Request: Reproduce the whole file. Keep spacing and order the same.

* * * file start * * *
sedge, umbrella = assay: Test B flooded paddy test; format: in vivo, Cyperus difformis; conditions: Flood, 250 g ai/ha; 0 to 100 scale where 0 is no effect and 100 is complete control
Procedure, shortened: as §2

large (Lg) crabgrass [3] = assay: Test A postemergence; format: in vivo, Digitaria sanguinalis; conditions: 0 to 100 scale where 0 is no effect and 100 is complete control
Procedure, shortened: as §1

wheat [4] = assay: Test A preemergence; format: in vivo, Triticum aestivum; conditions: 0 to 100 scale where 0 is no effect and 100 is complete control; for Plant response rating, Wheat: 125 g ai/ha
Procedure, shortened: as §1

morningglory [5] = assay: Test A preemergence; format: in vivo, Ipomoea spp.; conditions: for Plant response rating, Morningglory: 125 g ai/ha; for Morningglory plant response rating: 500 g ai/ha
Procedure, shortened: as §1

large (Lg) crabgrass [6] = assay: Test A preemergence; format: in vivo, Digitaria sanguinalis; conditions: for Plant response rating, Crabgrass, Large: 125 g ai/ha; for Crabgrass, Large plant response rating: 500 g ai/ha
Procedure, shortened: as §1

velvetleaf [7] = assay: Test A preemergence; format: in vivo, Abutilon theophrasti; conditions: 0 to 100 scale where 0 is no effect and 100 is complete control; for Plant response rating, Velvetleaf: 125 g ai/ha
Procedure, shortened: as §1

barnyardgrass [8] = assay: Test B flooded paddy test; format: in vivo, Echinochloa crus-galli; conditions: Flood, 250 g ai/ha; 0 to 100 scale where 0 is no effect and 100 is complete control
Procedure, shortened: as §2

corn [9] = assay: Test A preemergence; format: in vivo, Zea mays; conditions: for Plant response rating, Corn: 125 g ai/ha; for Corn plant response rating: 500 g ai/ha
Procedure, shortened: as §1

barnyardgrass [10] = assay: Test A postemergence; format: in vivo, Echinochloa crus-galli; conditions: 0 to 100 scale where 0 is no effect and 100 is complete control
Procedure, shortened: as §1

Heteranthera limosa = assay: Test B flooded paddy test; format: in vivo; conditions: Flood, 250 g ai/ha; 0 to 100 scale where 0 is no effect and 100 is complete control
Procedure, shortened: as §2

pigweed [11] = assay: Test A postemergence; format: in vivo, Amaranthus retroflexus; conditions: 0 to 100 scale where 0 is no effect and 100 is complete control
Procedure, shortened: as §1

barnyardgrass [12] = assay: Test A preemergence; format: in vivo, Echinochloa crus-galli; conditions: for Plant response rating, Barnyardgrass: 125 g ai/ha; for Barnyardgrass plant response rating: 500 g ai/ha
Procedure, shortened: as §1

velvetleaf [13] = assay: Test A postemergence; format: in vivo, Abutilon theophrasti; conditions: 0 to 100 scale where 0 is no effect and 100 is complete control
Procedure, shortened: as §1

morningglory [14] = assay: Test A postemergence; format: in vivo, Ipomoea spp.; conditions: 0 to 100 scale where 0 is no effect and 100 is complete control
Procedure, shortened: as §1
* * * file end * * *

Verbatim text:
sedge, umbrella = assay: Test B flooded paddy test; format: in vivo, Cyperus difformis; conditions: Flood, 250 g ai/ha; 0 to 100 scale where 0 is no effect and 100 is complete control
Procedure, shortened: as §2

large (Lg) crabgrass [3] = assay: Test A postemergence; format: in vivo, Digitaria sanguinalis; conditions: 0 to 100 scale where 0 is no effect and 100 is complete control
Procedure, shortened: as §1

wheat [4] = assay: Test A preemergence; format: in vivo, Triticum aestivum; conditions: 0 to 100 scale where 0 is no effect and 100 is complete control; for Plant response rating, Wheat: 125 g ai/ha
Procedure, shortened: as §1

morningglory [5] = assay: Test A preemergence; format: in vivo, Ipomoea spp.; conditions: for Plant response rating, Morningglory: 125 g ai/ha; for Morningglory plant response rating: 500 g ai/ha
Procedure, shortened: as §1

large (Lg) crabgrass [6] = assay: Test A preemergence; format: in vivo, Digitaria sanguinalis; conditions: for Plant response rating, Crabgrass, Large: 125 g ai/ha; for Crabgrass, Large plant response rating: 500 g ai/ha
Procedure, shortened: as §1

velvetleaf [7] = assay: Test A preemergence; format: in vivo, Abutilon theophrasti; conditions: 0 to 100 scale where 0 is no effect and 100 is complete control; for Plant response rating, Velvetleaf: 125 g ai/ha
Procedure, shortened: as §1

barnyardgrass [8] = assay: Test B flooded paddy test; format: in vivo, Echinochloa crus-galli; conditions: Flood, 250 g ai/ha; 0 to 100 scale where 0 is no effect and 100 is complete control
Procedure, shortened: as §2

corn [9] = assay: Test A preemergence; format: in vivo, Zea mays; conditions: for Plant response rating, Corn: 125 g ai/ha; for Corn plant response rating: 500 g ai/ha
Procedure, shortened: as §1

barnyardgrass [10] = assay: Test A postemergence; format: in vivo, Echinochloa crus-galli; conditions: 0 to 100 scale where 0 is no effect and 100 is complete control
Procedure, shortened: as §1

Heteranthera limosa = assay: Test B flooded paddy test; format: in vivo; conditions: Flood, 250 g ai/ha; 0 to 100 scale where 0 is no effect and 100 is complete control
Procedure, shortened: as §2

pigweed [11] = assay: Test A postemergence; format: in vivo, Amaranthus retroflexus; conditions: 0 to 100 scale where 0 is no effect and 100 is complete control
Procedure, shortened: as §1

barnyardgrass [12] = assay: Test A preemergence; format: in vivo, Echinochloa crus-galli; conditions: for Plant response rating, Barnyardgrass: 125 g ai/ha; for Barnyardgrass plant response rating: 500 g ai/ha
Procedure, shortened: as §1

velvetleaf [13] = assay: Test A postemergence; format: in vivo, Abutilon theophrasti; conditions: 0 to 100 scale where 0 is no effect and 100 is complete control
Procedure, shortened: as §1

morningglory [14] = assay: Test A postemergence; format: in vivo, Ipomoea spp.; conditions: 0 to 100 scale where 0 is no effect and 100 is complete control
Procedure, shortened: as §1